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In this fascinating two-volume encyclopedia, author George M. Eberhart provides a comprehensive catalog of nearly 1,000 cryptids--unknown animals usually reported through eyewitness accounts and not yet described by science. Cryptids are the stuff of folklore, hoaxes, and genuine scientific breakthroughs. There are 400 now-classified cryptids once considered either extinct or pure fantasy. The cryptozoologist's job is to strip away the myth, misidentification, and mystery--and separate fact from fiction.

"Mysterious Creatures" covers everything from dinosaurs and the emala-ntouka, an elephant-killing dinosaur-like animal of central Africa, to searches for the Loch Ness monster, Bigfoot, and other Cryptids. Entries about specific animals include the derivation or meaning of each cryptid's name, its scientific name, variant names, a physical description, behavior, description of tracks, habitat, significant sightings, present status, and possible explanations. Illustrations and photographs accompany many entries. The book also includes resources and references for further information.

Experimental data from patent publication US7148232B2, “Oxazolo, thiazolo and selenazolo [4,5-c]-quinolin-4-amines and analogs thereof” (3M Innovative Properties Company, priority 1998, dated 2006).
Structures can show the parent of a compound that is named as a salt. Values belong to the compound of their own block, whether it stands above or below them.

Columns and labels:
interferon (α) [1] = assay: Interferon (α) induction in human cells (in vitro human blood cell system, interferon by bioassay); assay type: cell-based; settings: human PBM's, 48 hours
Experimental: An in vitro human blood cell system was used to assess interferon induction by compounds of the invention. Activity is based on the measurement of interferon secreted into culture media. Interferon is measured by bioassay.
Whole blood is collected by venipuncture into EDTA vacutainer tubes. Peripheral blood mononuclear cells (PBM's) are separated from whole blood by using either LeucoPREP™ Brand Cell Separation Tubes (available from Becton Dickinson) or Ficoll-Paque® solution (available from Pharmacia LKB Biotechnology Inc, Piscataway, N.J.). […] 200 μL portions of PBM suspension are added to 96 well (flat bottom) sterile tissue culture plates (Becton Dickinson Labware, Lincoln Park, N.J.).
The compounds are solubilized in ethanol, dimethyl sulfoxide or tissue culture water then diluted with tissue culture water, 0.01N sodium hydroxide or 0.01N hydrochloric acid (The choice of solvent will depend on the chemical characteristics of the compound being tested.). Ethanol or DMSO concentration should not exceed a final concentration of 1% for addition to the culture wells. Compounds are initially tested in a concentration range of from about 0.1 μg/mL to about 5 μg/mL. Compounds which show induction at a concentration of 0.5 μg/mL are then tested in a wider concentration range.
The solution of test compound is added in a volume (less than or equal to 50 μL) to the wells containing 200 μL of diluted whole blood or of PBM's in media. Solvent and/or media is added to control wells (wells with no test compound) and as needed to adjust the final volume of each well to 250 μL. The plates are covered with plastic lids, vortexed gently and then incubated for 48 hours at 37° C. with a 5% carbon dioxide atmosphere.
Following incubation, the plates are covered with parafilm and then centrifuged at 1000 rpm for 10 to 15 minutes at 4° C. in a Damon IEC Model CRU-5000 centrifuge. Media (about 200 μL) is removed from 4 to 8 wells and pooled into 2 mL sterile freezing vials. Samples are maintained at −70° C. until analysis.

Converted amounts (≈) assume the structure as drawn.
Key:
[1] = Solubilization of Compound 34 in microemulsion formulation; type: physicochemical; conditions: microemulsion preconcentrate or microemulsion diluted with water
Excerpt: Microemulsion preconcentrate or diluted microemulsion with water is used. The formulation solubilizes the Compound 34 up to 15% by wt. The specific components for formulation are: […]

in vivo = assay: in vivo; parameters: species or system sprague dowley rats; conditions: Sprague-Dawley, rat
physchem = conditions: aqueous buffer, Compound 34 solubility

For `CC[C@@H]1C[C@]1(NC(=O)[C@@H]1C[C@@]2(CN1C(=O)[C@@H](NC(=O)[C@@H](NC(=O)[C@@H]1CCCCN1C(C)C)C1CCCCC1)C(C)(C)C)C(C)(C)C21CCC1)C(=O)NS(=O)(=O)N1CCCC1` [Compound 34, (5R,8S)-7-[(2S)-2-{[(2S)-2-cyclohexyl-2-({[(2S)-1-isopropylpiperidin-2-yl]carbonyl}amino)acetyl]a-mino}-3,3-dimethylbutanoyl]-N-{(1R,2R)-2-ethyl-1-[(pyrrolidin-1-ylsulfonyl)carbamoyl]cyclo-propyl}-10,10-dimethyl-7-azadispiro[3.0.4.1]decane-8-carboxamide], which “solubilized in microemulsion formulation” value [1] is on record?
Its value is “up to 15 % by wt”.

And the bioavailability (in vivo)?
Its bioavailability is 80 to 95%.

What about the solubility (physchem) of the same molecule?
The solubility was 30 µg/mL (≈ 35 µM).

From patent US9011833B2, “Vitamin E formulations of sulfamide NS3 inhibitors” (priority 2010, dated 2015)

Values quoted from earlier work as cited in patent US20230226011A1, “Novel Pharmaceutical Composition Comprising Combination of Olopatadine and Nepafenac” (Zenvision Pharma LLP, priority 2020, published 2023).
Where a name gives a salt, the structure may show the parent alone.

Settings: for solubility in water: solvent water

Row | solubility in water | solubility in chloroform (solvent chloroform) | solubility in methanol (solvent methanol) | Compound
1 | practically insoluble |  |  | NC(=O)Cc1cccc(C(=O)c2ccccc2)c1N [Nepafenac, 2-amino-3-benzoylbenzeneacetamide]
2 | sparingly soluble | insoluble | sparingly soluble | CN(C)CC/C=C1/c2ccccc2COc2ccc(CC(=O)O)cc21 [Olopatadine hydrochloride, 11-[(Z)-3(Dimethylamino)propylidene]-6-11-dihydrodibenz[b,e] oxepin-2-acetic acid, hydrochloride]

Positive Aspects

This a great guide to the various cryptozoological beasts of the world. Entries about specific animals include the derivation or meaning of each cryptid's name, its scientific name, variant names, a physical description, behavior, description of tracks, habitat, significant sightings, present status, and possible explanations. Illustrations and photographs accompany many entries.

Negative Aspects

Unfortunately it comes in two volumes at extravagantly high prices. However, both volumes can be obtained as a single free PDF at http://www.beastofbala.com/files/25.pdf.

Eberhart does not know his subject. He simply follows an all-too pervasive pattern of many other authors in the biological sciences of accepting whatever they've read by previous authors as gospel truth. I've mined the citations in the so-called "scientific" literature down to original sources. There is in fact no reliable evidence that any historic "breeding population" of jaguars ever existed in Arizona.

Eberhart did not examine or verify his sources and only spreads myth and misinformation in the publication this book.

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